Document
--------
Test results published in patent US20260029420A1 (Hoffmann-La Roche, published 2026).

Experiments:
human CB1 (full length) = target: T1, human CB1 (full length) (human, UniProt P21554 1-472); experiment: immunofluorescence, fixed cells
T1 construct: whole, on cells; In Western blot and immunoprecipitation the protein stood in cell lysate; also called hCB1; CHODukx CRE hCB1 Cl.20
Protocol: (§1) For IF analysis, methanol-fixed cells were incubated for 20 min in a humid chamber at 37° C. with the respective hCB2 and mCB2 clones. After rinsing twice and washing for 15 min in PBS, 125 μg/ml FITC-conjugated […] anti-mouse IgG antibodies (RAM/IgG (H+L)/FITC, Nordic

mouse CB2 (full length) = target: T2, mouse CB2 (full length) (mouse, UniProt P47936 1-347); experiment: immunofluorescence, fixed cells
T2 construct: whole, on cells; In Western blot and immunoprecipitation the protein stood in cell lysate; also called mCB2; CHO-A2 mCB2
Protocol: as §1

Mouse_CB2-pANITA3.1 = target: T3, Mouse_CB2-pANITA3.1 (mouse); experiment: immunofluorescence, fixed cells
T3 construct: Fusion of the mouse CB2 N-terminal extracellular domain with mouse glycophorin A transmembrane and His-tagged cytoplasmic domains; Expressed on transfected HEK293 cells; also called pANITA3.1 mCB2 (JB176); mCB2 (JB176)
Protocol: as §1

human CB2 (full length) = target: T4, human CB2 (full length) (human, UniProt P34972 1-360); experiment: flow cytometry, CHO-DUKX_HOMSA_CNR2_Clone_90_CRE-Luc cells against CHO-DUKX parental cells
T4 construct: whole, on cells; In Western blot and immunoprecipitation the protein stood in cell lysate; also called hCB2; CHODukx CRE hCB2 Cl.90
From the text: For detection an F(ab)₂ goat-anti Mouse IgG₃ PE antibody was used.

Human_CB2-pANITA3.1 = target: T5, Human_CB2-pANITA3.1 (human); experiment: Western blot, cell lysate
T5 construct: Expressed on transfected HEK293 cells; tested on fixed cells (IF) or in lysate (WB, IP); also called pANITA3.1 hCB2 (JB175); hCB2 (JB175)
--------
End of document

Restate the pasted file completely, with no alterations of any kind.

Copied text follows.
Test results published in patent US20260029420A1 (Hoffmann-La Roche, published 2026).

Experiments:
human CB1 (full length) = target: T1, human CB1 (full length) (human, UniProt P21554 1-472); experiment: immunofluorescence, fixed cells
T1 construct: whole, on cells; In Western blot and immunoprecipitation the protein stood in cell lysate; also called hCB1; CHODukx CRE hCB1 Cl.20
Protocol: (§1) For IF analysis, methanol-fixed cells were incubated for 20 min in a humid chamber at 37° C. with the respective hCB2 and mCB2 clones. After rinsing twice and washing for 15 min in PBS, 125 μg/ml FITC-conjugated […] anti-mouse IgG antibodies (RAM/IgG (H+L)/FITC, Nordic

mouse CB2 (full length) = target: T2, mouse CB2 (full length) (mouse, UniProt P47936 1-347); experiment: immunofluorescence, fixed cells
T2 construct: whole, on cells; In Western blot and immunoprecipitation the protein stood in cell lysate; also called mCB2; CHO-A2 mCB2
Protocol: as §1

Mouse_CB2-pANITA3.1 = target: T3, Mouse_CB2-pANITA3.1 (mouse); experiment: immunofluorescence, fixed cells
T3 construct: Fusion of the mouse CB2 N-terminal extracellular domain with mouse glycophorin A transmembrane and His-tagged cytoplasmic domains; Expressed on transfected HEK293 cells; also called pANITA3.1 mCB2 (JB176); mCB2 (JB176)
Protocol: as §1

human CB2 (full length) = target: T4, human CB2 (full length) (human, UniProt P34972 1-360); experiment: flow cytometry, CHO-DUKX_HOMSA_CNR2_Clone_90_CRE-Luc cells against CHO-DUKX parental cells
T4 construct: whole, on cells; In Western blot and immunoprecipitation the protein stood in cell lysate; also called hCB2; CHODukx CRE hCB2 Cl.90
From the text: For detection an F(ab)₂ goat-anti Mouse IgG₃ PE antibody was used.

Human_CB2-pANITA3.1 = target: T5, Human_CB2-pANITA3.1 (human); experiment: Western blot, cell lysate
T5 construct: Expressed on transfected HEK293 cells; tested on fixed cells (IF) or in lysate (WB, IP); also called pANITA3.1 hCB2 (JB175); hCB2 (JB175)